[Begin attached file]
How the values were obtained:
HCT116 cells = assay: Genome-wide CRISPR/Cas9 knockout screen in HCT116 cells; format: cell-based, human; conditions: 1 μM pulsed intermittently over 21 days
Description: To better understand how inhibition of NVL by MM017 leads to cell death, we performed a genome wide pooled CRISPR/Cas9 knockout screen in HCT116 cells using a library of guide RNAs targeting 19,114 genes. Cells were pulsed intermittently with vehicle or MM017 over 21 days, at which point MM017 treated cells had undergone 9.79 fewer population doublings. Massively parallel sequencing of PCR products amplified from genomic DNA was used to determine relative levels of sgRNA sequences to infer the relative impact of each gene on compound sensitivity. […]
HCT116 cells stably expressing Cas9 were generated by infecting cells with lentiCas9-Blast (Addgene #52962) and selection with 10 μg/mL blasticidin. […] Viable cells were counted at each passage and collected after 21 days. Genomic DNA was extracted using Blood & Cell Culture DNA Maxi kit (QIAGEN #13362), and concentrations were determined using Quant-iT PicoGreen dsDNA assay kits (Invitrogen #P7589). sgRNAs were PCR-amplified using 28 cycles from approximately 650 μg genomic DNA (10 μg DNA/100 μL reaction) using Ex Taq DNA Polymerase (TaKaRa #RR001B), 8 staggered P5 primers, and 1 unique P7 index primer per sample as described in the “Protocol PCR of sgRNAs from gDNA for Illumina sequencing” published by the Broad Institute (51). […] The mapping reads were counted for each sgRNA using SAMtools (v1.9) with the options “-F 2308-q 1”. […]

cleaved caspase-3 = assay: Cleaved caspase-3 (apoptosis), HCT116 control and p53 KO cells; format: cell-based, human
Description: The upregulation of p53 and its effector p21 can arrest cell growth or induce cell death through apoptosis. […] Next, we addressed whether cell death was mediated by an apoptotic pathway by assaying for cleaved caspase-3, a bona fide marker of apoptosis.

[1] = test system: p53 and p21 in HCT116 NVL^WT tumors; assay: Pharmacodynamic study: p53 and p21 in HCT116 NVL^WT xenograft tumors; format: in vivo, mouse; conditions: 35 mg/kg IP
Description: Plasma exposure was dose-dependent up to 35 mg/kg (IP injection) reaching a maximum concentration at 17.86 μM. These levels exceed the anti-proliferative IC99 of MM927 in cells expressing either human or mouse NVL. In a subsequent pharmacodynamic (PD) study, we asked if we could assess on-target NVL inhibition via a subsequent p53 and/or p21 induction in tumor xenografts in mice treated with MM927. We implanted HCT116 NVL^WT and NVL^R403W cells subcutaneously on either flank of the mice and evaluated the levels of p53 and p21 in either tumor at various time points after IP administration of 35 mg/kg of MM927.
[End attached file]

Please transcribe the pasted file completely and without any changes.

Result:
How the values were obtained:
HCT116 cells = assay: Genome-wide CRISPR/Cas9 knockout screen in HCT116 cells; format: cell-based, human; conditions: 1 μM pulsed intermittently over 21 days
Description: To better understand how inhibition of NVL by MM017 leads to cell death, we performed a genome wide pooled CRISPR/Cas9 knockout screen in HCT116 cells using a library of guide RNAs targeting 19,114 genes. Cells were pulsed intermittently with vehicle or MM017 over 21 days, at which point MM017 treated cells had undergone 9.79 fewer population doublings. Massively parallel sequencing of PCR products amplified from genomic DNA was used to determine relative levels of sgRNA sequences to infer the relative impact of each gene on compound sensitivity. […]
HCT116 cells stably expressing Cas9 were generated by infecting cells with lentiCas9-Blast (Addgene #52962) and selection with 10 μg/mL blasticidin. […] Viable cells were counted at each passage and collected after 21 days. Genomic DNA was extracted using Blood & Cell Culture DNA Maxi kit (QIAGEN #13362), and concentrations were determined using Quant-iT PicoGreen dsDNA assay kits (Invitrogen #P7589). sgRNAs were PCR-amplified using 28 cycles from approximately 650 μg genomic DNA (10 μg DNA/100 μL reaction) using Ex Taq DNA Polymerase (TaKaRa #RR001B), 8 staggered P5 primers, and 1 unique P7 index primer per sample as described in the “Protocol PCR of sgRNAs from gDNA for Illumina sequencing” published by the Broad Institute (51). […] The mapping reads were counted for each sgRNA using SAMtools (v1.9) with the options “-F 2308-q 1”. […]

cleaved caspase-3 = assay: Cleaved caspase-3 (apoptosis), HCT116 control and p53 KO cells; format: cell-based, human
Description: The upregulation of p53 and its effector p21 can arrest cell growth or induce cell death through apoptosis. […] Next, we addressed whether cell death was mediated by an apoptotic pathway by assaying for cleaved caspase-3, a bona fide marker of apoptosis.

[1] = test system: p53 and p21 in HCT116 NVL^WT tumors; assay: Pharmacodynamic study: p53 and p21 in HCT116 NVL^WT xenograft tumors; format: in vivo, mouse; conditions: 35 mg/kg IP
Description: Plasma exposure was dose-dependent up to 35 mg/kg (IP injection) reaching a maximum concentration at 17.86 μM. These levels exceed the anti-proliferative IC99 of MM927 in cells expressing either human or mouse NVL. In a subsequent pharmacodynamic (PD) study, we asked if we could assess on-target NVL inhibition via a subsequent p53 and/or p21 induction in tumor xenografts in mice treated with MM927. We implanted HCT116 NVL^WT and NVL^R403W cells subcutaneously on either flank of the mice and evaluated the levels of p53 and p21 in either tumor at various time points after IP administration of 35 mg/kg of MM927.